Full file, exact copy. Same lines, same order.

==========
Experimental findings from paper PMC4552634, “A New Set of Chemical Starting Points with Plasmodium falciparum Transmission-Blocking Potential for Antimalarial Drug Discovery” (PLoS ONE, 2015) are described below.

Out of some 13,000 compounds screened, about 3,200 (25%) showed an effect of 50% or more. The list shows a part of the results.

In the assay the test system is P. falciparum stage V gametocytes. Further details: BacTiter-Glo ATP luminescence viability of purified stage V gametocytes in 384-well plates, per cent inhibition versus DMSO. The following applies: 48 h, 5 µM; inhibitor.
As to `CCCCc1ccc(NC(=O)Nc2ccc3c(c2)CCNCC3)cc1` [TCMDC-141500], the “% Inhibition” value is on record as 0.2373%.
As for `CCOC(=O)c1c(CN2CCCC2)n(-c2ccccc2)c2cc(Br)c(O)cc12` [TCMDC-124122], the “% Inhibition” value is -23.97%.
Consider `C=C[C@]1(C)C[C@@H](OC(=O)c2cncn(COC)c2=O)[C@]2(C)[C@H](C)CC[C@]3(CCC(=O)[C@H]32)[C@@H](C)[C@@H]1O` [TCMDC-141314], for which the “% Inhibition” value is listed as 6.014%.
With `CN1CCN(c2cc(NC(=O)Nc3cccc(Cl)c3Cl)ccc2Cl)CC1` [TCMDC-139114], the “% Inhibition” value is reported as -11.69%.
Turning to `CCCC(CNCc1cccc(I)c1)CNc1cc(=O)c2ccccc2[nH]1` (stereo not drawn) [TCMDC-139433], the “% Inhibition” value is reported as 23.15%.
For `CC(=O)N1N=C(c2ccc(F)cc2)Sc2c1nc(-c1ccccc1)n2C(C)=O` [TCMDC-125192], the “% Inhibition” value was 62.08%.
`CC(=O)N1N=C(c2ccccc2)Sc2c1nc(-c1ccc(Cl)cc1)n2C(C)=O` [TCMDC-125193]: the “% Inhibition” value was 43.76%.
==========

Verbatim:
Experimental findings from paper PMC4552634, “A New Set of Chemical Starting Points with Plasmodium falciparum Transmission-Blocking Potential for Antimalarial Drug Discovery” (PLoS ONE, 2015) are described below.

Out of some 13,000 compounds screened, about 3,200 (25%) showed an effect of 50% or more. The list shows a part of the results.

In the assay the test system is P. falciparum stage V gametocytes. Further details: BacTiter-Glo ATP luminescence viability of purified stage V gametocytes in 384-well plates, per cent inhibition versus DMSO. The following applies: 48 h, 5 µM; inhibitor.
As to `CCCCc1ccc(NC(=O)Nc2ccc3c(c2)CCNCC3)cc1` [TCMDC-141500], the “% Inhibition” value is on record as 0.2373%.
As for `CCOC(=O)c1c(CN2CCCC2)n(-c2ccccc2)c2cc(Br)c(O)cc12` [TCMDC-124122], the “% Inhibition” value is -23.97%.
Consider `C=C[C@]1(C)C[C@@H](OC(=O)c2cncn(COC)c2=O)[C@]2(C)[C@H](C)CC[C@]3(CCC(=O)[C@H]32)[C@@H](C)[C@@H]1O` [TCMDC-141314], for which the “% Inhibition” value is listed as 6.014%.
With `CN1CCN(c2cc(NC(=O)Nc3cccc(Cl)c3Cl)ccc2Cl)CC1` [TCMDC-139114], the “% Inhibition” value is reported as -11.69%.
Turning to `CCCC(CNCc1cccc(I)c1)CNc1cc(=O)c2ccccc2[nH]1` (stereo not drawn) [TCMDC-139433], the “% Inhibition” value is reported as 23.15%.
For `CC(=O)N1N=C(c2ccc(F)cc2)Sc2c1nc(-c1ccccc1)n2C(C)=O` [TCMDC-125192], the “% Inhibition” value was 62.08%.
`CC(=O)N1N=C(c2ccccc2)Sc2c1nc(-c1ccc(Cl)cc1)n2C(C)=O` [TCMDC-125193]: the “% Inhibition” value was 43.76%.